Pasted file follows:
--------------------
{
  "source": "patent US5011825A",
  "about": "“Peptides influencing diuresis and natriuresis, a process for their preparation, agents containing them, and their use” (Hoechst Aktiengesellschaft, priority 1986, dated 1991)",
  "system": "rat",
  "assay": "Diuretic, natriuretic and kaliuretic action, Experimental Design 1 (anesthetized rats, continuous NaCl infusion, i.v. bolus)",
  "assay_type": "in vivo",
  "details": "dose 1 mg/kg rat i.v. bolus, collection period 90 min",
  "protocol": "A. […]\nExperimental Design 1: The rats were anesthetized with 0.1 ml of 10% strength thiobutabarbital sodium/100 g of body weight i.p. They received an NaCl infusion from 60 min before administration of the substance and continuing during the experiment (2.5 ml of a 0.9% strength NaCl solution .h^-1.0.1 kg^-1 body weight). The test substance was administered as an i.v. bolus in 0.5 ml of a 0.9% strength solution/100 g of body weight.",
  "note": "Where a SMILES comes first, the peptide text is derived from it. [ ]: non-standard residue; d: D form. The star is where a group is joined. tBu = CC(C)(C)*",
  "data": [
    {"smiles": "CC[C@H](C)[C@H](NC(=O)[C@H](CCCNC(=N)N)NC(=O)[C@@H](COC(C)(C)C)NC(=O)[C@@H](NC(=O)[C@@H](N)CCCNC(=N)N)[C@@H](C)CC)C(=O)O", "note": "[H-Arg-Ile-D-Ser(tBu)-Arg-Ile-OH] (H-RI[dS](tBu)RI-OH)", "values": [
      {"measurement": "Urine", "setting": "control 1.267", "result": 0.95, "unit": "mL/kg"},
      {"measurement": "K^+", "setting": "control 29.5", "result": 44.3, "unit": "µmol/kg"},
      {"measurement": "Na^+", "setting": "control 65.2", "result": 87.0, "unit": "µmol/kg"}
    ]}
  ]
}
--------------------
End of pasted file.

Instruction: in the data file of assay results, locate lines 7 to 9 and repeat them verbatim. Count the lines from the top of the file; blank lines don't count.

  "details": "dose 1 mg/kg rat i.v. bolus, collection period 90 min",
  "protocol": "A. […]\nExperimental Design 1: The rats were anesthetized with 0.1 ml of 10% strength thiobutabarbital sodium/100 g of body weight i.p. They received an NaCl infusion from 60 min before administration of the substance and continuing during the experiment (2.5 ml of a 0.9% strength NaCl solution .h^-1.0.1 kg^-1 body weight). The test substance was administered as an i.v. bolus in 0.5 ml of a 0.9% strength solution/100 g of body weight.",
  "note": "Where a SMILES comes first, the peptide text is derived from it. [ ]: non-standard residue; d: D form. The star is where a group is joined. tBu = CC(C)(C)*",